"* Note %?\n%T")
	("l" "Link" entry (file+headline "~/Dropbox/orgfiles/links.org" "Links")
	 "* %? %^L %^g \n%T" :prepend t)
	("b" "Blog idea" entry (file+headline "~/Dropbox/orgfiles/i.org" "Blog Topics:")
	 "* %?\n%T" :prepend t)
	("t" "To Do Item" entry (file+headline "~/Dropbox/orgfiles/i.org" "To Do Items")
	 "* %?\n%T" :prepend t)
	("j" "Journal" entry (file+datetree "~/Dropbox/journal.org")
	 "* %?\nEntered on %U\n  %i\n  %a")
	("s" "Screencast" entry (file "~/Dropbox/orgfiles/screencastnotes.org")
	 "* %?\n%i\n")))

Let's look at the Blog entry:

("b" "Blog idea" entry (file+headline "~/Dropbox/orgfiles/i.org" "Blog Topics:")
 "* %?\n%T" :prepend t)

It's a list with a bunch of options. The first string b is the key to type to select this template, Blog idea is the actual name for this template.

The next item, entry describes the type of template you're creating. entry says you're going to create an org node with a headline which can then be added to an org-file. You can also have your template create things like an org list item a checkbox checkitem or even plain text. You can see the full set of options here.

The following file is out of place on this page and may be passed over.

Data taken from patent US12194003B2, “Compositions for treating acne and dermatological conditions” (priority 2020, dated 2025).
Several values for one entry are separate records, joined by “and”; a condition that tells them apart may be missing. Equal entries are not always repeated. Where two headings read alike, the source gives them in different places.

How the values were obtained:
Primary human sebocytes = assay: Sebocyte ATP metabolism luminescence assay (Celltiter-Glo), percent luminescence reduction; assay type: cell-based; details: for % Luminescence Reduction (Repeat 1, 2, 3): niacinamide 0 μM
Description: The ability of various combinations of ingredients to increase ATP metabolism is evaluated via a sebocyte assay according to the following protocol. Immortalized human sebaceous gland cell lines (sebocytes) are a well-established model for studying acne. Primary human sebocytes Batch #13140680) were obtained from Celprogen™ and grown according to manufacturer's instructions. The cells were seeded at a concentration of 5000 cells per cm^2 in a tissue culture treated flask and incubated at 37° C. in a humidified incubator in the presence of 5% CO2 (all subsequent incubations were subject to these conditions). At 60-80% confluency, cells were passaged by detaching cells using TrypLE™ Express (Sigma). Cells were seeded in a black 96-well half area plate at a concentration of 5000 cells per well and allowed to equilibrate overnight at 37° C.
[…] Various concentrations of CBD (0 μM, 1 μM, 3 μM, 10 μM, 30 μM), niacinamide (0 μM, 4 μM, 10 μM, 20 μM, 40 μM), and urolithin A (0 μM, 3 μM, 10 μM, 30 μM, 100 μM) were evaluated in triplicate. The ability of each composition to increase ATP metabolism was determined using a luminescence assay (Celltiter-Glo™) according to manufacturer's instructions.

Next, in parentheses, you have the target - where to store the captured info. The Blog idea template says file+headline followed by a filename in quotes and a headline in quotes. This says to store the new org heading you're capturing in the file "~/Dropbox/orgfiles/i.org" under the heading "Blog Topics:" Contrast this to the appointments template which just specifies file and a filename. The appointments template will just append the new appointment to its specified file whereas Blog idea will prepend (due to the :prepend option at the end of the template) to the "Blog Topics:" heading in i.org.

After this we have the actual template: "* %?\n%T" - the %? and %T are placeholders for substitutions. The %T prompts for a date with a timestamp and the %? is where to leave the cursor for final input before saving the capture.